Stretching along the border with Burma, Manipurcentres on a vast lowland area watered by the lake system south of its capital Imphal. This far corner is home to the Meithei, who despite their own fascinating version of Vaishnava Hinduism, remain resolutely independent in their thinking. With its myriad tribes, including Naga, Manipur feels closer to Southeast Asia – and you can indeed cross into Myanmar from here – than mainstream India and many locals speak neither English nor Hindi. Manipur’s matriarchal society means that women do most of the work and also champion political causees.
The best travel tips for visiting ManipurThe strength of Manipuri women is no better exemplified than by the universal popularity and success of the inspiring boxer and five-times World Champion, Mary Kom.
Although the vale of Imphal is now all but devoid of trees, the outlying hills are still forested and shelter exotic birds and animals like the spotted linshang, Blyth’s tragopan and even the clouded leopard, as well as numerous varieties of orchid. The unique natural habitat of Loktak Lake is home to the sangai deer – a symbol of Manipur.
Manipur became a fully-fledged Indian state in 1972, but it's history can be traced back to the founding of Imphal in the first century AD. After long periods of independent and stable government, the state was incorporated into India at the end of the Indo-Burmese war in 1826, before coming under British rule in 1891.
During World War II, much of Manipur was occupied by the Japanese, with 250,000 British and Indian troops trapped under siege in Imphal for three months. Thanks to a massive RAF airlift, the Allies held out, and when Japanese troops received the order to end the Imphal campaign, it was in effect the end of the campaign to conquer India.
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What to do in ManipurFrom browsing the largest female-run market in Asia to spotting cloud leopards, these are the best things to do in Manipur.
#1 Browse Khwairamband bazaar, the largest female-run market in AsiaAt the heart of Imphal, the fascinating Khwairamband bazaar, also known as ima keithel (mother’s market), now rehoused in four buildings and spilling on the kerb outside, is run by more than three thousand Meithei women, making it the largest female-run market in Asia.
#2 See the ritualistic addressing of the deities at Shri Shri GovindjeeSoutheast of Kangla, the Vaishnavite temple of Shri Shri Govindjee, where priests perform rituals addressing the deities according to the times of day, is well worth a visit. Go in the afternoon when you may be lucky to catch a glimpse of a Manipuri dance rehearsal in the hall opposite. Nearby lies the old Royal Palace, closed to the public.
#3 Pay your respects at the Imphal War CemeteryThe Commonwealth War Graves Commission immaculately maintains the Imphal War Cemetery, 500m north of the Tourist Lodge on Imphal Road. South of the city near Bishnupur, a Japanese memorial stands as a poignant reminder of the war.
#4 See the sacred fire of Andro burn at the Andro Heritage VillageNestled in the verdant foothills of the Nongmaiching Hills, the ancient village of Andro has transformed into an interesting heritage village. The Meitei-styled temple to Panam Ningthou, the village's governing deity, is 1.5km from Andro Bazaar. It houses the "sacred fire of Andro", one of the Meitei's holiest sites, which has been kept burning since the 1st century AD.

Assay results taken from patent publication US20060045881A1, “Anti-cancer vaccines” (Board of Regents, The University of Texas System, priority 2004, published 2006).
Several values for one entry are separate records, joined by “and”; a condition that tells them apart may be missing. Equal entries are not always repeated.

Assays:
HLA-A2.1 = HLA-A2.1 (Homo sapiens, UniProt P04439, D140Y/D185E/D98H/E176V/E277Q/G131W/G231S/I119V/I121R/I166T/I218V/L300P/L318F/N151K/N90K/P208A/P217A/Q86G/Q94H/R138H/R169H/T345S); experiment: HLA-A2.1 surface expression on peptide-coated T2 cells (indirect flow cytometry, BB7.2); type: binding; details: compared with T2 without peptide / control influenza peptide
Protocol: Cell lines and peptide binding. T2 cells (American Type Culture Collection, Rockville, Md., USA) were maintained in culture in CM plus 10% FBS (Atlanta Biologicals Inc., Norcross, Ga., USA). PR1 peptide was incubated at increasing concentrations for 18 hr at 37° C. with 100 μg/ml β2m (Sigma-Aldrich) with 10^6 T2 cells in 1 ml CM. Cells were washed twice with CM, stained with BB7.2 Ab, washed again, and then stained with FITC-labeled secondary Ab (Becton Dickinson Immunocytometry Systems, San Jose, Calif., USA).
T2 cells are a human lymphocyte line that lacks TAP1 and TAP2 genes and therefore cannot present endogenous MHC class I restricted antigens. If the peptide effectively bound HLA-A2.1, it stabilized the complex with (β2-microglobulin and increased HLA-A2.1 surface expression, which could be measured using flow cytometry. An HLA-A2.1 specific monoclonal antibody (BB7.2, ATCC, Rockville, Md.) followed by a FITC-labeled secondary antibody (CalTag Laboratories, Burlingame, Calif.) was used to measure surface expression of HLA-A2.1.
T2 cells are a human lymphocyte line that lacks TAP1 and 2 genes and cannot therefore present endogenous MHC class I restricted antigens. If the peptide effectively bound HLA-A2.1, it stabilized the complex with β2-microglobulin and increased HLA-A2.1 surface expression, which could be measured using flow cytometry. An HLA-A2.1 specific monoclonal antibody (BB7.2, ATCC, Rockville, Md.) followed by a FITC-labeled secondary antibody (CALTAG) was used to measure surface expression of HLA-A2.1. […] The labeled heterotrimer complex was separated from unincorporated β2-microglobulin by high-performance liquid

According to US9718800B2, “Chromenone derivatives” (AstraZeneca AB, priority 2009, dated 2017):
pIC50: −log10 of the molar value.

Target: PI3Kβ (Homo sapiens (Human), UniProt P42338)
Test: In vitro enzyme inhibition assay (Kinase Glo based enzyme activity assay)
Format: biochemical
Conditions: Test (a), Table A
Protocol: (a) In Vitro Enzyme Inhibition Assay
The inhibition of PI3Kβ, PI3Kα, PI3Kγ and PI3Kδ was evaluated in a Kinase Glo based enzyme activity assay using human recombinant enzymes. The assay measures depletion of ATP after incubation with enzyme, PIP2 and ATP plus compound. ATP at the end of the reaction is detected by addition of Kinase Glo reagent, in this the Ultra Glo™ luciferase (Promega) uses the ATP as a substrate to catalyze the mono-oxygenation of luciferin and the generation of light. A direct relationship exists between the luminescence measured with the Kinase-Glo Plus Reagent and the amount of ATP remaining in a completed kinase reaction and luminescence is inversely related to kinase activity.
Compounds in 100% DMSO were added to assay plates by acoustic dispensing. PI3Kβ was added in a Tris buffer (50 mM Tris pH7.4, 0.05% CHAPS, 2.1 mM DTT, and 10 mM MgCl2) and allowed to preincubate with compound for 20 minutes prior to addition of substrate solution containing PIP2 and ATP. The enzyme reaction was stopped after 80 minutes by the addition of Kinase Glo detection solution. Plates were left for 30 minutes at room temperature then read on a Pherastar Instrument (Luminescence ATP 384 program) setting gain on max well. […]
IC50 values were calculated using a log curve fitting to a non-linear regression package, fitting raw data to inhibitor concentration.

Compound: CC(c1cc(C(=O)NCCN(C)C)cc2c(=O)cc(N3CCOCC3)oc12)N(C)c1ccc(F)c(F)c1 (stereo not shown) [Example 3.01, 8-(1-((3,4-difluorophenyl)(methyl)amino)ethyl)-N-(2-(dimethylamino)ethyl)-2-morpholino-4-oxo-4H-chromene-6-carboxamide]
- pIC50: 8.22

The Mutua Bahadur Museum, a cultural complex established in 1993, has model houses of Manipur's various ethnic groups — including the Meitei, Kuki, Tangkhul, Kabui and Mao.
#5 See the Loktak Lake fisherman who live on floating atolls called phumdisSouth of Imphal, Lotak Lake is home to a unique community of fishermen who live on circular floating atolls of matted vegetation, called phumdis. Much of the lake is taken up by the Keibul Lamjao National Park, a floating park located on the largest phumdis, home to the endemic and endangered sangai deer that live on the reed beds.
You can drive up to Sendra Island and get a boat to the national park and the phumdis. Avoid the hill at Sendra, which is now a paramilitary camp surrounded by litter. The park has a viewing tower on a hill with views down to the reed beds; it is a good 1.5km past the gate. You will need binoculars and lots of patience to catch sight of any wildlife.
#6 Visit Moirang, the traditional centre of Meithei cultureOn the way to Loktak, the small town of Moirang is the traditional centre of Meithei culture, with a temple devoted to the pre-Hindu deity Thangjing. In April 1944, the Indian National Army planted its flag at Moirang, having fought alongside the Japanese against the British Indian Army for the cause of Independence. The INA Memorial Complex commemorates the event.
#7 See Neermahal’s red-and-white fairy-tale water palaceThe red-and-white fairy-tale water palace at Neermahal stands in the waters of Lake Rudrasagar in Melaghar. The former royal palace, accessible by boat, was built in 1930 as a summer home for Maharaja Bir Bikram Kishore, blending Hindu and Islamic styles. Today, the ravages of time are apparent on its frontage.
#8 Gawp at the medieval Shaivite rock carvings of Unakot at TripuraSurrounded by Bangladesh on three sides, the lush mountains, hills and valleys of Tripura became part of India in 1949. Its fate and culture has been closely entwined with Bengal, while indigenous ethnic groups form around thirty percent of the population, mostly around the northern and eastern districts.
Partition and the subsequent creation of East Pakistan (now Bangladesh) in 1948, followed by war, famine and military regimes, forced millions of Bangladeshis to flee into Tripura. Indigenous people, such as the Tripuri (a Tibeto-Burman ethnic group), became outnumbered, causing resentment and conflict over the decades.